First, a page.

Throughout this website there are various articles about strategic life planning and goal setting. My last few posts were on personal strategic planning and a product called the ‘Personal Strategic Planning Programme’ where you sit down and logically work through a series of exercises to come up with your vision statement, mission statement, goals etc. You set five year goals, three year goals and one year goals. I worked with a Life Coach in 2015 and she had me do the same thing. Draw up all these goals (1 year, 3 year and 5 year).
That is all fine in itself.
However the process in my opinion is quite tedious (Yawn) and probably doesn’t engage the imagination enough. It all feels very business-like and cold. I had three sets of probably too many goals and it all looked a bit confusing and overwhelming. It can also be demoralising when after 6-8 months you look at all the goals you have not achieved or are way behind on. It can become a stick to beat yourself with.
Perhaps the biggest problem is the lack of review of plans made. We all get caught up in the whirlwind of life and forget to check back on our goals. This happens to me. I forget what I am supposed to be aiming for and get distracted from my goals. Weeks and months can go by and I don’t read my strategic plan. I also think it’s too left brained and logical. We are human beings and not robots. We just need to engage emotions more when planning.
I recently read a great little book called ‘The Four Maps of Happy Successful People‘ by Robert G. Allen. The book contains some brilliant wisdom which sums up much of what I have learned about personal development over the years.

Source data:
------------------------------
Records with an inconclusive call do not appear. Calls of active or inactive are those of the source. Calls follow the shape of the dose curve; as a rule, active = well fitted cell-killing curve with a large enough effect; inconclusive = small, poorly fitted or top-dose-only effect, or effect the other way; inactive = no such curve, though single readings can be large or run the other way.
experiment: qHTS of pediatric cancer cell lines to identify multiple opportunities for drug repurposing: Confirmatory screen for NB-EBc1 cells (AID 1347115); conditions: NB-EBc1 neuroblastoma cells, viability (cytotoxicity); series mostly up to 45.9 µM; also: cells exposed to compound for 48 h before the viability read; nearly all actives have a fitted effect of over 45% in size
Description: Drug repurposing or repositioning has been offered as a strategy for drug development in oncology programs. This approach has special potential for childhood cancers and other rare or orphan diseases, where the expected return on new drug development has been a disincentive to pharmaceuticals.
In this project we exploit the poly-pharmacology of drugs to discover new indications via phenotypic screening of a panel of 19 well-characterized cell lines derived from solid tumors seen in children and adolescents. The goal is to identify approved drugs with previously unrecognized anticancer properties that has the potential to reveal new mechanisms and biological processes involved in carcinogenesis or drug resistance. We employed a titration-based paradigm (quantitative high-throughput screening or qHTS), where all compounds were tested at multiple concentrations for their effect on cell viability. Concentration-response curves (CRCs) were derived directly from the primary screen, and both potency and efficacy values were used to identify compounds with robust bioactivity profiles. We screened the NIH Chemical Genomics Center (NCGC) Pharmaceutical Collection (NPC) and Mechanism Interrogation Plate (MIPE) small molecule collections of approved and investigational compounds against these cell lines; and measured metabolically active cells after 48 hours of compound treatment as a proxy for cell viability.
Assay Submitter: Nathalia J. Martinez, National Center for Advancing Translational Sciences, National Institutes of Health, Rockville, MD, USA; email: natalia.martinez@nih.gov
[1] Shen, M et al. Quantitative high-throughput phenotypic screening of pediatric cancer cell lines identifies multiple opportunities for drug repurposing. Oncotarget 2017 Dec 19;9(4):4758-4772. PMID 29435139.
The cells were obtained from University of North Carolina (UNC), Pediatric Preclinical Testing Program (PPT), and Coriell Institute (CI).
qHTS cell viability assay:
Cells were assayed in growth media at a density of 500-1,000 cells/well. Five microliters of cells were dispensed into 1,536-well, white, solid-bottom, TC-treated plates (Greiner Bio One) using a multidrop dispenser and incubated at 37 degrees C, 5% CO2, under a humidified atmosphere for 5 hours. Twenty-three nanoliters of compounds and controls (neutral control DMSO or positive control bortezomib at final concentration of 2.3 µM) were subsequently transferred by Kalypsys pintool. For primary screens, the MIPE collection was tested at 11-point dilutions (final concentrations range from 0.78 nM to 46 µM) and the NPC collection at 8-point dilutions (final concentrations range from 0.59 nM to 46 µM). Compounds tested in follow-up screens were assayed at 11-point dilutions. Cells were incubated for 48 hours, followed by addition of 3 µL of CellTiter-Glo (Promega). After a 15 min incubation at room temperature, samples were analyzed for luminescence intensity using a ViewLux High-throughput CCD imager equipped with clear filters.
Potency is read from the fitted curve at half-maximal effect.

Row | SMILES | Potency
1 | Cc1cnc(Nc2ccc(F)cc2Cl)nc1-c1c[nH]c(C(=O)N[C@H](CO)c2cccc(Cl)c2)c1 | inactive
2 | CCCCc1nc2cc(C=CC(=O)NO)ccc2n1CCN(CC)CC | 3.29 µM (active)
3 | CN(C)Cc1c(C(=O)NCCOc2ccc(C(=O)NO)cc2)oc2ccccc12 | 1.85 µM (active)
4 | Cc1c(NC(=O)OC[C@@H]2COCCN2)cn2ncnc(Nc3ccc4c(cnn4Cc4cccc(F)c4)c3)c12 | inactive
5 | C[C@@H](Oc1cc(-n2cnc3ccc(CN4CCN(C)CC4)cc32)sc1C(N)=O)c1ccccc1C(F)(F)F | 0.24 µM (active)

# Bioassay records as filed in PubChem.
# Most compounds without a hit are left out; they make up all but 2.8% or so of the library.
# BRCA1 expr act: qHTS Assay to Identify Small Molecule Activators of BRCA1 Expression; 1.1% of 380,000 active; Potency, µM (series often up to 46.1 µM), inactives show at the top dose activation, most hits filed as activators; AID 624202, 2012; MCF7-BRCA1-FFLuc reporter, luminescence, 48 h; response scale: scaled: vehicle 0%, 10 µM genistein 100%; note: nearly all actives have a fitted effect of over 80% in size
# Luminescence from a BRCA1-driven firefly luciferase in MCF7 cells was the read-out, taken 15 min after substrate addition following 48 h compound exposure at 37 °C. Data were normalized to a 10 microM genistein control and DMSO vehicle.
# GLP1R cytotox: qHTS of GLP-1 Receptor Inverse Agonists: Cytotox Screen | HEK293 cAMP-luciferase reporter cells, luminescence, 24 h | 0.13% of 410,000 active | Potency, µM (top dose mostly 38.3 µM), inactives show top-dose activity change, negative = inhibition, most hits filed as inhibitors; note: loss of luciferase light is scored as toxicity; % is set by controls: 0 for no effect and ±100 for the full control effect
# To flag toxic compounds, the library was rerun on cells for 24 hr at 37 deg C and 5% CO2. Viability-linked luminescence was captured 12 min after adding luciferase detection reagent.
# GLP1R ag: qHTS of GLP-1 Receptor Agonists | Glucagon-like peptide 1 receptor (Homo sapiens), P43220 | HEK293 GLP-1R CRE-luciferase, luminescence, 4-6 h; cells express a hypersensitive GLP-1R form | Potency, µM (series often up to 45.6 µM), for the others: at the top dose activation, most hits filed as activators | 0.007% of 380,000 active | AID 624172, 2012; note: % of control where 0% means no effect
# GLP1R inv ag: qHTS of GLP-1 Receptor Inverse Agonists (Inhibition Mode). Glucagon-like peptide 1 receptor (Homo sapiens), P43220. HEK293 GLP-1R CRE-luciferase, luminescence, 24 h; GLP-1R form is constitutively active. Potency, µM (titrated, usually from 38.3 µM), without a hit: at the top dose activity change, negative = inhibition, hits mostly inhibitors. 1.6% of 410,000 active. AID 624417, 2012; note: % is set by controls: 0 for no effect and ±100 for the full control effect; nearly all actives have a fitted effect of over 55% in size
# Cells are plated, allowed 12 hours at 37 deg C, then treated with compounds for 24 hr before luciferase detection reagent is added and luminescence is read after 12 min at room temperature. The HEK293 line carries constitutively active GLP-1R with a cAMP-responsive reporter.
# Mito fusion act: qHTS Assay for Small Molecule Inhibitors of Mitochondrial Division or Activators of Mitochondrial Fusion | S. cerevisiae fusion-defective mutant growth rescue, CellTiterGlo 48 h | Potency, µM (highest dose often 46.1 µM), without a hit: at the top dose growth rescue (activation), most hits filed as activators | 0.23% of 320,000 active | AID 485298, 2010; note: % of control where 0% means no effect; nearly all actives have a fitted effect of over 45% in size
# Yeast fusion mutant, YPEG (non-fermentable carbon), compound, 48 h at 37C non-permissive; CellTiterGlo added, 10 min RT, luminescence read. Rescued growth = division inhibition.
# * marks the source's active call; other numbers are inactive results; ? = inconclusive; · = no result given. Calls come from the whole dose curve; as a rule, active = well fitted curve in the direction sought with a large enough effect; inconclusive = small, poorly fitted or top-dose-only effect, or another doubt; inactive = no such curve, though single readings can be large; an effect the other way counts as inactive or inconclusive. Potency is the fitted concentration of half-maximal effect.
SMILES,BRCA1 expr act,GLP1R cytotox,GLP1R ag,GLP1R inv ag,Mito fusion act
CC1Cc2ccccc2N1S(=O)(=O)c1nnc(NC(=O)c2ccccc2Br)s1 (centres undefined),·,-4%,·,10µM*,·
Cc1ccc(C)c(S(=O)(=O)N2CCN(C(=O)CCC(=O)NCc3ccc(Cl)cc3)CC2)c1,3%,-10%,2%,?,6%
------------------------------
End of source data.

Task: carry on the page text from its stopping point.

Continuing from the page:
Allen makes the point that our minds are forgetting machines. We may have all these great plans and strategies, goals, vision and mission statements etc. However we then promptly forget them all and don’t look at them (well that happens to me anyway!).
Allen in his book advocates for the daily practice of drawing four maps. By drawing these four maps you keep your goals and purpose in life in front of you each and every day. You recommit to your goals every 24 hours. In drawing the 4 maps you engage your right brain and your also use visualisation to imagine your desired future. You engage your emotions which is the language of your subconscious mind. Each day you plan three key tasks for that day and you clearly link them to longer term goals. The process of drawing the maps is simple and clear.
I have been drawing the maps now as part of my morning routine for the past month. I have a hardback notebook and pencil and I draw my four maps like a kid in primary school. I love the simplicity of drawing with a pencil.
At first it was hard and I thought this would never work. I thought that drawing the four maps would be too time consuming and just difficult to draw everyday. However the more you draw them then the quicker you get. Now I can draw the 4 maps in 10-15 minutes each morning. The 4 maps is now part of my daily morning ritual and I like doing it. Today is all that matters and I recommit to my goals each morning.
What are the benefits?
I feel way more focussed and committed to my goals. I have three goals I am working on right now and I can actually remember them most of the time!
As I mentioned I totally agree with the author that the human mind is a forgetting machine. We forget our goals and plans especially if we only look at them periodically.
Try out the 4 maps for yourself. Make it a part of your daily routine for the next 30 days and see the results for yourself.